The Florida legislature has rushed through a bill in response to the shooting at Marjory Stoneman Douglas High School. Governor Scott should veto it.
The bill, which passed with far more Republican than Democratic support, has four main provisions: It provides almost half a billion dollars to train certain school officials to carry weapons; it raises the age at which Floridians may purchase rifles to 21, but leaves possession alone; it extends the state’s mandatory three-day waiting period to rifles (FL already has this rule for handguns), with an exception for those with carry permits; and it enhances the ban on firearms ownership by the mentally ill. The bill also provides the police with modest powers to temporarily remove firearms from anyone whom a judge has ruled “poses a significant danger of causing personal injury to himself or herself or others.”
Governor Scott opposes two of these provisions—permitting school staff to carry weapons in school, and imposing a three-day waiting period on the purchase of long guns—and he has repeatedly said so. In opposing the “armed teachers” provision, he lines up with Democrats in the state who so vehemently object to the idea that they voted against it as a caucus. In objecting to the three-day waiting period, he lines up with conservatives who believe—correctly, in my view—that waiting periods do nothing of consequence to stop crime, and that, in the case of long guns, they cannot even be said to limit suicide. In other words, Scott agrees with both of the objections that made this legislative debate so fractious. He doesn’t like the main concession the Democrats made, and he doesn’t like the main concession the Republicans made. He should veto the bill.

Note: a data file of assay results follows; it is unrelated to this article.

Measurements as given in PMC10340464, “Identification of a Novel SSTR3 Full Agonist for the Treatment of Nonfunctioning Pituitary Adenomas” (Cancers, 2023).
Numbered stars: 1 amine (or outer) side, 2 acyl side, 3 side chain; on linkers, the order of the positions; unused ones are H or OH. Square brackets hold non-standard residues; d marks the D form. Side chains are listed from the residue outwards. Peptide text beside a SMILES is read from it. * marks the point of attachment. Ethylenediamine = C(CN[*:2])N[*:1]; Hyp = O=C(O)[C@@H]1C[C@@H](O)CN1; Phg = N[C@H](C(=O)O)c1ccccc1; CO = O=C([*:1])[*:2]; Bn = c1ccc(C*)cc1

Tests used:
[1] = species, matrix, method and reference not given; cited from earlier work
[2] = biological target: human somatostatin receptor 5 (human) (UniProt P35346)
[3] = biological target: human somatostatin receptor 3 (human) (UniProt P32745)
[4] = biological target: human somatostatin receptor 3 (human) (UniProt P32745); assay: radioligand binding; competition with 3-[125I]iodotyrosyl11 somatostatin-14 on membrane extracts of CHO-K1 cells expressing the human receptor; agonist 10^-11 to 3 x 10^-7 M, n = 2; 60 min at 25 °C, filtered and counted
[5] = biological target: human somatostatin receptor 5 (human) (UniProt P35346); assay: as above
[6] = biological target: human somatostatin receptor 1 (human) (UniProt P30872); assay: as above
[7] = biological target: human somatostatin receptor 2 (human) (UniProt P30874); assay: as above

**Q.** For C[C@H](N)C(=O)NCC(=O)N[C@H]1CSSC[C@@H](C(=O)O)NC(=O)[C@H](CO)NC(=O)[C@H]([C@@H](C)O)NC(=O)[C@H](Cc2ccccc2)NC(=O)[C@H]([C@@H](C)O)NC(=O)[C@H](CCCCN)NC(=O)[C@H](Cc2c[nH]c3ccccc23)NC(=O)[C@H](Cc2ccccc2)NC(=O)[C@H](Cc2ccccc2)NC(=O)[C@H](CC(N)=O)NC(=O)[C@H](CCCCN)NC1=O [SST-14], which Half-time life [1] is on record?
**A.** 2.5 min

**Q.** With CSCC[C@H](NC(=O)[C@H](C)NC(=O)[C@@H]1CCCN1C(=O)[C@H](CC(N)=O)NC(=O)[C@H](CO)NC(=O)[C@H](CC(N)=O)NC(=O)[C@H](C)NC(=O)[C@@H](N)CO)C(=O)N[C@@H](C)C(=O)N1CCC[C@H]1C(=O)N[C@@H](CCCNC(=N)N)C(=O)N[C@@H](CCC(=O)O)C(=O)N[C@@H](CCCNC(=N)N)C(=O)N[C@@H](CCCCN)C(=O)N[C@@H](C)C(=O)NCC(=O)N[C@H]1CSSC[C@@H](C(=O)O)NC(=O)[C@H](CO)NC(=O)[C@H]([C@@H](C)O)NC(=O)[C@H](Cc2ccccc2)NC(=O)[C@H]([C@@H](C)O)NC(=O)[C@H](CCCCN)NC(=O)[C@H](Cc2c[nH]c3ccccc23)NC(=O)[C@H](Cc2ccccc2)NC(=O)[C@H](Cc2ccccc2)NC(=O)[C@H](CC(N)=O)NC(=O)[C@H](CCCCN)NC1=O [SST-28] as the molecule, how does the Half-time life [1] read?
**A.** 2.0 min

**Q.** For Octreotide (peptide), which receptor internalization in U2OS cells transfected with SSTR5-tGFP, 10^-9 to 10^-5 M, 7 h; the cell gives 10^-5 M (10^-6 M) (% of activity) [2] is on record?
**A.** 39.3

In all likelihood, he will not. The parents of those murdered at the school all want to see something pass, and have told him as much. And, if he wants to run for the Senate, he presumably doesn’t want to see the inevitable “Governor Vetoes Gun Safety Bill!” chyrons accompanied by footage of crying children. Nevertheless, it would be an entirely reasonable move. Substantively, it is a bad piece of work, having been cobbled together while emotions ran high at the very end of the annual session. Nobody, as far as I can tell, is pleased with the result. Optically, he would enjoy cover from both sides. Because the final product contained the provision arming some school officials, most Democrats voted against it. Because he has made the same criticisms from the outset, Scott could provide the same explanations for his veto as did they, and not appear disingenuous.
What about the politics of such a move? Would Scott destroy his chances at defeating Bill Nelson in November’s Senate race? Here, the outlook is mixed. On the one hand, signing it seems unlikely to help Scott a great deal politically. Whatever he does, he is not going to out-gun-control Bill Nelson, who favors a ban on so-called “assault weapons,” limits on the size of magazines, and possibly even the prohibition of all semi-automatic weapons. Likewise, whatever he does, he is not going to win the Democrats with whom he agrees on “arming teachers.” Moreover, there is a possibility, if he signs it, that he will depress conservative support and alienate exactly the sort of motivated voters he’d need to win what would presumably be an extremely close election. On the other hand, the media has formed something akin to a Gun Control SuperPAC since the shooting, and would likely relish the chance to make the whole campaign about this issue. As he has in the past, Scott will need to run to the center, and signing this bill would be a way of deflecting the charges that he is against “all gun control” or that he doesn’t care about dead children.
Still, optics are not everything, and should not be the sole consideration. It’s a long time until November. This is bad policy, and Scott knows it. Among others, his job as governor is to prevent bad policy from becoming law. He should veto the bill.